According to energy.gov, the cost of heating a home accounts for about 42 percent of the home’s utility bill. There are ways however to lower this heating expense using more efficient means – one of these is a pellet stove (in addition of course to excellent insulation, optimal solar orientation, well placed windows, and so on.) Energy.com states that “Pellet stoves that are certified by the EPA are likely to be in the 70% to 83% efficiency range.” They are highly efficient because of the pellets being used and the small amount of particles they emit into the air.
Wood pellets are carbon neutral, renewable fuel, most made from 100% wood – cut-offs, sawdust and shavings without any adhesive additives. (Some are made from bark, agricultural crop waste, nutshells and other organic materials.) Most are made by compressing dry natural wood waste into cylindrical pellets with a diameter of ¼ inch and ¼ to 1¼ inches in length. They can be bought in 40-pound bags or delivered by tanker truck to a storeroom in the home.
Wood pellets take up very little space compared with logs because of their high heat value. They burn more efficiently and produce very little air pollution or creosote (a type of tar like residue). Pellet wood (as well as solid wood) are more eco-friendly alternatives to non-renewable fossil fuel such as oil, coal and natural gas.
Most pellet stoves are less expensive to install than wood stoves and can be direct-vented, avoiding building a costly chimney or flue. Pellet fuel appliances are available freestanding or can be fireplace inserts. The freestanding units are like conventional wood heaters, which generally heat only the room they are in, unless they have a fan to force the warm air into other spaces in the house. Pellet-fired furnaces and boilers are now available for replacement or to supplement, gas or oil fired furnaces and boilers for space heating in homes..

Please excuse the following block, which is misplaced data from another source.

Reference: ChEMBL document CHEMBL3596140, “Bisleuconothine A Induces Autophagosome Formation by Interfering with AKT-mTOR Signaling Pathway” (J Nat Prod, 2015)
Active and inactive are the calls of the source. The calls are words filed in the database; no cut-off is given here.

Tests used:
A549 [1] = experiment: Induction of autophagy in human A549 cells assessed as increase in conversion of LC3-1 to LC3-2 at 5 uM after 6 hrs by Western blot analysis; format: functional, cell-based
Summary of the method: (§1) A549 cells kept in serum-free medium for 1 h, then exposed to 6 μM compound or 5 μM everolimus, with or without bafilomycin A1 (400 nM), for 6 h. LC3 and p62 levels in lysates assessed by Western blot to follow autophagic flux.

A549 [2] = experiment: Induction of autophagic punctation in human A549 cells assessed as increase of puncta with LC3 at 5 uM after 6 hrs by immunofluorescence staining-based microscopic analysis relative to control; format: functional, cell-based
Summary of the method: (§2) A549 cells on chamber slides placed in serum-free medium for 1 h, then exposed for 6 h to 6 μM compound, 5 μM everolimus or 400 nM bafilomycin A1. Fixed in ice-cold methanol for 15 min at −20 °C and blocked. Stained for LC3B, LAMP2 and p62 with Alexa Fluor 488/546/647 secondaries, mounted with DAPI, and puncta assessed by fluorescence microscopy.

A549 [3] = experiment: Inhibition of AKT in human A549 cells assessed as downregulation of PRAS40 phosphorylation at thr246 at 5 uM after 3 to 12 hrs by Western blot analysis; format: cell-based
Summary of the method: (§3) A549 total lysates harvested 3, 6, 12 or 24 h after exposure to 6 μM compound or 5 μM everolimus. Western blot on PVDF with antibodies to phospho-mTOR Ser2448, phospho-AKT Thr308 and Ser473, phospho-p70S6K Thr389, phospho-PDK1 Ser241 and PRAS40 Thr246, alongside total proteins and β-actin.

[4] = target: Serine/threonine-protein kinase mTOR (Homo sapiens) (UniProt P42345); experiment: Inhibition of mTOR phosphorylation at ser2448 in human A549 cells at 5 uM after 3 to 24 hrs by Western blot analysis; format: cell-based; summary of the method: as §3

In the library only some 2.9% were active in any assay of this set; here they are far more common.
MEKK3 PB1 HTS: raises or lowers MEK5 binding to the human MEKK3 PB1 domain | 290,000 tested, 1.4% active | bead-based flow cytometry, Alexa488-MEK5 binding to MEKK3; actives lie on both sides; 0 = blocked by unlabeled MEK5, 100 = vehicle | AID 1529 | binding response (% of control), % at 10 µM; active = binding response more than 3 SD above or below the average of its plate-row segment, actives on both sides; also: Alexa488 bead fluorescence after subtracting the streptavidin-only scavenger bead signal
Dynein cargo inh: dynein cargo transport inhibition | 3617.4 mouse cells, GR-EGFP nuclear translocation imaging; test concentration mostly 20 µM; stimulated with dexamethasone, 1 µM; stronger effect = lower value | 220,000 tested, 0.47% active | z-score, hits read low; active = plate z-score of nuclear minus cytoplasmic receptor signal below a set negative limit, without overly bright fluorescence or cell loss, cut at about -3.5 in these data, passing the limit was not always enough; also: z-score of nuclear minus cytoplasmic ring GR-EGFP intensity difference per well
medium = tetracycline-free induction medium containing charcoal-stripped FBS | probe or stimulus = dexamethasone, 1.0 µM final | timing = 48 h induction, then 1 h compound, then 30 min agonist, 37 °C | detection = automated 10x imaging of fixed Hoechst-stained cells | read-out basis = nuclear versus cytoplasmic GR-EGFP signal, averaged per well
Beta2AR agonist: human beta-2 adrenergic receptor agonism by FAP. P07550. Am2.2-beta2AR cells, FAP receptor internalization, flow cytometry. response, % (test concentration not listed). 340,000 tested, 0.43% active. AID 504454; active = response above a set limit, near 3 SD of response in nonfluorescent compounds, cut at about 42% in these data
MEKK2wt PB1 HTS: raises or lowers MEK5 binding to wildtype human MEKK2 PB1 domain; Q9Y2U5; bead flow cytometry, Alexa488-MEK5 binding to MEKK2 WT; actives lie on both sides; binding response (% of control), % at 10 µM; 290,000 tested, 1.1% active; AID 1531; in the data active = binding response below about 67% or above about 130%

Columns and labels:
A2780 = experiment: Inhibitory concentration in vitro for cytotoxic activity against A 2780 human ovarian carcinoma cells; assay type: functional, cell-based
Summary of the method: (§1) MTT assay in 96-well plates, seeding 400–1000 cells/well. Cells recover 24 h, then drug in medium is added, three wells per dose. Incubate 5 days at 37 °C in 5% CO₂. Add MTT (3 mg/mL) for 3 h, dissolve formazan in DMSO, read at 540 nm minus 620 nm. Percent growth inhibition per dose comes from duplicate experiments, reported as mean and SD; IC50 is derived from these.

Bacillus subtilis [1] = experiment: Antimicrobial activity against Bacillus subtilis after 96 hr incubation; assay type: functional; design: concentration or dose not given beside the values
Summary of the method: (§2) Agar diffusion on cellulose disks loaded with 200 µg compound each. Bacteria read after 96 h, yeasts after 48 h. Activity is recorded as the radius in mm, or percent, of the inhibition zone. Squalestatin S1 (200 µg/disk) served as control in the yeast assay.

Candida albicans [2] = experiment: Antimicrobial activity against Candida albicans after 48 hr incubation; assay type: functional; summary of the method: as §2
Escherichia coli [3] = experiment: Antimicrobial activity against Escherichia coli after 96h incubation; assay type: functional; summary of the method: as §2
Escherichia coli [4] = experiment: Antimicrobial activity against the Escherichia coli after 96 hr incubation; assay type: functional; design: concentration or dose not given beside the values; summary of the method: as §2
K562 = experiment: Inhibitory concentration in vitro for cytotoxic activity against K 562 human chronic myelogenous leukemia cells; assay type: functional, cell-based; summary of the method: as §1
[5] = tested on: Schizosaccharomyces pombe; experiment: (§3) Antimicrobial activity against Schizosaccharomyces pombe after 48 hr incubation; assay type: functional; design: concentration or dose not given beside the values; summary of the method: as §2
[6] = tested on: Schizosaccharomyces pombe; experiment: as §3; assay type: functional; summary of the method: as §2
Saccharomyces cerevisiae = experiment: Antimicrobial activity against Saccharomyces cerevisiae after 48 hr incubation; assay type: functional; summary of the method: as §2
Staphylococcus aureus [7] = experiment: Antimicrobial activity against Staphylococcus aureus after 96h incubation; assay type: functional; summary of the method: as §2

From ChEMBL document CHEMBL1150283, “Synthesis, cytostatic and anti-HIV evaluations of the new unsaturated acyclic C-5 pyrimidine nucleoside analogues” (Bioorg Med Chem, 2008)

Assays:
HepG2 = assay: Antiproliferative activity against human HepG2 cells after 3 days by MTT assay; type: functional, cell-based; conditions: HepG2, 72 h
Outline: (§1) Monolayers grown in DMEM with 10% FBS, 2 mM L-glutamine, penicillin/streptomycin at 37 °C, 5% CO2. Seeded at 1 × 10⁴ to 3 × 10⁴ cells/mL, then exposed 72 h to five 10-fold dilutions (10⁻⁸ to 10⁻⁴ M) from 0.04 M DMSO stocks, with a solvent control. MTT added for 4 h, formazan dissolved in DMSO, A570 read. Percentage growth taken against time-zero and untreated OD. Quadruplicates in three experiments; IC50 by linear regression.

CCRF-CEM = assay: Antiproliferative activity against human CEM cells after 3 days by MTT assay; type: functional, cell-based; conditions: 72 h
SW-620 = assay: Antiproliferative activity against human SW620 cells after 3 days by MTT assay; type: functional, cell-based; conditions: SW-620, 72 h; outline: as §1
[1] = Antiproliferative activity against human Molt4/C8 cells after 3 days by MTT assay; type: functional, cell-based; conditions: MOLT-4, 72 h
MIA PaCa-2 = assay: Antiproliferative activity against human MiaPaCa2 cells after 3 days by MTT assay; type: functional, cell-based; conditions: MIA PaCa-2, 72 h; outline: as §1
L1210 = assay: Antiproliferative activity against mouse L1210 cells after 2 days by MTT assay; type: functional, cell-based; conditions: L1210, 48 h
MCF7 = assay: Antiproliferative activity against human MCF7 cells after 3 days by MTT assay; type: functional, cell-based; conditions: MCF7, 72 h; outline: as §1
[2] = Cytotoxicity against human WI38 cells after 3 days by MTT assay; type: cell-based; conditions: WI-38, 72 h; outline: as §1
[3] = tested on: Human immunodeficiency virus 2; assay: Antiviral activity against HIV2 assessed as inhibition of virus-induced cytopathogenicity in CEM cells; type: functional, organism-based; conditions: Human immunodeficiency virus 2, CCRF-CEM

Pellets stoves can be used in addition to another heating system or can also be used as the primary system; it is advisable to have an experienced professional evaluate the proper size unit before purchasing a unit. Homeowners also need to learn how to care for the unit, cleaning it regularly themselves and professionally about once a year.
Some stoves have electronically controlled wood pellet boilers with an automated pellet feed system and modulating burner making it easy to use. A continuous delivery system transports the pellets to the burner. Some burners feature a fully automated cleaning mechanism to ensure long intervals between emptying of the system.
All pellet stoves have hoppers, which store from about 35 to 130 pounds of pellets until they will be needed. These can last for a day or longer depending on the output required. Exhaust gases are vented out via a small flue pipe going out through the wall or upwards through the roof.
Today many of models are programmable and have a thermostat to govern the pellet feed rate. Most pellet stoves require electricity to run the fans, controls, and pellet feeders. This will generally cost the consumer about $9 a month for electricity using about 100 kilowatt hours. If there is a loss of electricity the stove will not be able to function. However United States Stove Co. has developed a gravity fed non-electric pellet stove (see above) which utilizes a natural gravity feed system that eliminates all of the typical electrical and mechanical parts found in traditional pellet heaters and so will continue to operate with loss of power.
Pellet stoves are an excellent environmentally-friendly alternative other forms of heating which emit more particulates, are more costly and loss heat in the process of producing it. According to ComfortBilt Pellet Stoves, “Pellet stove owners love the heat output without all of the mess or hassle of a wood stove and find it a convenient and inexpensive way to provide heat throughout the winter months.”